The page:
YouTube launches paid-for subscription service to charge users to access content on some channels
YouTube, the video site owned by Google, is set to launch a paid-for subscription service later this week that will charge users to access content on some of its specialist channels.
A single-channel subscription is expected to cost $1.99 a month and will apply to as many as 50 YouTube channels, the Financial Times reported.
Paying customers will be able to get access to exclusive videos, TV shows and films from select specialist channels.
Paying a subscription may also remove adverts from free videos.
YouTube revamped the site and introduced channels in December 2011.
In October 2012, YouTube launched 60 partner channels, including BBC Worldwide On Earth, ITN, the Jamie Oliver Food Channel and Mixmag TV.
Other partners include Channel 4 and Film 4, Howcast and The Onion.
It is not yet known which of these partner channels will be included in YouTube’s subscription service when it launches.
A “person familiar with the plans” told the FT that the channels will show archived content or exclusive previews and clips.
The extra money is also expected to fund new TV and film shows that will be shown exclusively online.
Paid-for subscriptions are an alternative way for YouTube to make money, in addition to its advertising revenues.
The new channels have helped expand YouTube’s audience to 1billion users who watch 6 billion hours of video each month.
You can already subscribe to get updates from channels for free.
YouTube hasn’t confirmed the paid-for subscription plans, but a Google spokesman said: “We’re looking into creating a subscription platform that could bring even more great content to YouTube for our users to enjoy and provide our creators with another vehicle to generate revenue from their content, beyond the rental and ad-supported models we offer.”
Rumors about paid-for subscriptions began in January when AdAge reported YouTube had been in touch with a “small group of channel producers”.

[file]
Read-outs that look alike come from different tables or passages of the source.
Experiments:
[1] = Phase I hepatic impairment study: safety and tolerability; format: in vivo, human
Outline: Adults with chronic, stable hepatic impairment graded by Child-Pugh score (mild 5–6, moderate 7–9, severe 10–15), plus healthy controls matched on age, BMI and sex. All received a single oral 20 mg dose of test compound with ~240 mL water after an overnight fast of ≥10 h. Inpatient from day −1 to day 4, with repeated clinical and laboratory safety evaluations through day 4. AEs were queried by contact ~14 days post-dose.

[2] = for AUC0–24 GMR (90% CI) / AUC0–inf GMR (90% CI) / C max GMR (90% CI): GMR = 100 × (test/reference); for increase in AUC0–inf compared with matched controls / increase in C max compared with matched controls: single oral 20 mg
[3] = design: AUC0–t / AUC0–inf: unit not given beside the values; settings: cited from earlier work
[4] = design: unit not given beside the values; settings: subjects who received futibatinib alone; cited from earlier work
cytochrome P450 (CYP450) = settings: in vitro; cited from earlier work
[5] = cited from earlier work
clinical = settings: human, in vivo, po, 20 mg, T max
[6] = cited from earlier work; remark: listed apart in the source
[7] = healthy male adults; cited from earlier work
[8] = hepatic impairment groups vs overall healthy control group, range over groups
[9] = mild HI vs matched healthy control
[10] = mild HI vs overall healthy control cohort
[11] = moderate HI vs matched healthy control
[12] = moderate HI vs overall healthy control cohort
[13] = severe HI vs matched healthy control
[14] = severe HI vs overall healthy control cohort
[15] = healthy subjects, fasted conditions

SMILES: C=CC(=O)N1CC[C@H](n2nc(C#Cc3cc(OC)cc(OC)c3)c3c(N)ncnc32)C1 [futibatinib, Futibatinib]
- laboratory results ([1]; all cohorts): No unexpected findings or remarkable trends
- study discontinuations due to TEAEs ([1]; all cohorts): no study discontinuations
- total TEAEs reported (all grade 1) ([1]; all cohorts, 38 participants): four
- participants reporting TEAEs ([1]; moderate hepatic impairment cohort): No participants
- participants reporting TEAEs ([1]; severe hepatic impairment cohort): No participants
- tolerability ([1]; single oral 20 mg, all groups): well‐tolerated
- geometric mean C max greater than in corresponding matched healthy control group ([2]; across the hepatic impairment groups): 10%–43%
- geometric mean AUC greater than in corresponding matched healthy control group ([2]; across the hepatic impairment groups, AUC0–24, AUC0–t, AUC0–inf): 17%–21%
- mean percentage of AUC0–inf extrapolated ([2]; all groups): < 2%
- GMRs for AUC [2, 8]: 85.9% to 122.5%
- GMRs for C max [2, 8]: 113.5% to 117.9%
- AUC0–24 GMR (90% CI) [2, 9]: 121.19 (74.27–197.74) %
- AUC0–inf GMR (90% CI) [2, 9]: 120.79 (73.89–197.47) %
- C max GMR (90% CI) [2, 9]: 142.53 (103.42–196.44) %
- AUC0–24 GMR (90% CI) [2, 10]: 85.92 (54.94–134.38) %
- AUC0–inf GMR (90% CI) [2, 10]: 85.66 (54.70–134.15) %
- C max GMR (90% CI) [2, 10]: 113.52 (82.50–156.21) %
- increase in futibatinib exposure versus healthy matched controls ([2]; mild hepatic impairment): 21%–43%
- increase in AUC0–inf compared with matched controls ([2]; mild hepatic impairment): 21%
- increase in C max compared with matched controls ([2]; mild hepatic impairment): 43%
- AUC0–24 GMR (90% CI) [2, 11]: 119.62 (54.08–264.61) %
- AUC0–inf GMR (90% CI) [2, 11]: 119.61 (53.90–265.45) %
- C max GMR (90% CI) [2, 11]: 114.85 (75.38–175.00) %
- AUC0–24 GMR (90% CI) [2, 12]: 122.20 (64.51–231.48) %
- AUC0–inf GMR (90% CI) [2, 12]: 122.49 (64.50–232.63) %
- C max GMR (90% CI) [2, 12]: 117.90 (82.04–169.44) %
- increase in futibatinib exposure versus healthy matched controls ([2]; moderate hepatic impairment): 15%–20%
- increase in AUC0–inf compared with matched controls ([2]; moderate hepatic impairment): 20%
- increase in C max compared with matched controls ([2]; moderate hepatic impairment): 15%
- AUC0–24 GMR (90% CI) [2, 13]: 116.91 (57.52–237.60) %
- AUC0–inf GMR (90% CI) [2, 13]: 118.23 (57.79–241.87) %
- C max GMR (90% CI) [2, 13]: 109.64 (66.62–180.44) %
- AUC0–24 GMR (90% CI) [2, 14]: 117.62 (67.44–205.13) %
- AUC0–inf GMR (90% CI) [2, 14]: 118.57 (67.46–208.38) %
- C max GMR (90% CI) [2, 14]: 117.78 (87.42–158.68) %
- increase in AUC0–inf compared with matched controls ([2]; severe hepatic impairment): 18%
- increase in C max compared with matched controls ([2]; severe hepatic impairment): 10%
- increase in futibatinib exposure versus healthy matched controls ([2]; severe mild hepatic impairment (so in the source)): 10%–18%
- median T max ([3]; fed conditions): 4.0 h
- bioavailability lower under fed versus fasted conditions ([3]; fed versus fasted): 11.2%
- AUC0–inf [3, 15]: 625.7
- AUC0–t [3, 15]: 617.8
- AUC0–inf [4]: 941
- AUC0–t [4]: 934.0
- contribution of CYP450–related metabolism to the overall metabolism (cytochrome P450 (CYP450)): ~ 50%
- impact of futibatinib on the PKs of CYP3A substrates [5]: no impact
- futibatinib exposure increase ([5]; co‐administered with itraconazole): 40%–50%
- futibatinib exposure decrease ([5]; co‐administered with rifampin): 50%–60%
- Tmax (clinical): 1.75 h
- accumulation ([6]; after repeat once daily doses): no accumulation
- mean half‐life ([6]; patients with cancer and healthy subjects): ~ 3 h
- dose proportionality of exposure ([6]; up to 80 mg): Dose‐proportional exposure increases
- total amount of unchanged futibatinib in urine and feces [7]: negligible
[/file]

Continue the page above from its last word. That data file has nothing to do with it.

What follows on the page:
The reports claimed YouTube had asked them to submit applications to create channels that users would have to pay to access.
Then in February, Android fan blog Android Police noticed the YouTube app had been updated to include “channel subscribe” code.
The code appeared to describe a function in the app which tells users they can only subscribe to or unsubscribe from paid channels from their desktop or laptop computers.
It reads: “<string name=”paid_channel_subscribe_message”>You can only subscribe to this paid channel on your computer.</string>”
And: “<string name=”paid_channel_unsubscribe_message”> You can only unsubscribe from this paid channel on your computer.</string>”
In addition to episodic content, YouTube is also considering charging for content libraries and access to live events on a pay-per-view basics, as well as self-help or financial advice shows.
YouTube is expected to launch the paid-for subscription as an experiment.
The revenue split between YouTube and the channel producers is expected to be similar to the 45-55 split that YouTube currently has with advertising revenue.
At a media conference last year, YouTube’s CEO Salar Kamangar said that a subscription model would give TV networks and producers of these networks a more direct line to their audience with lower costs.
A Google spokesman added: “We have long maintained that different content requires different types of payment models.
“There are a lot of our content creators that think they would benefit from subscriptions, so we’re looking at that.”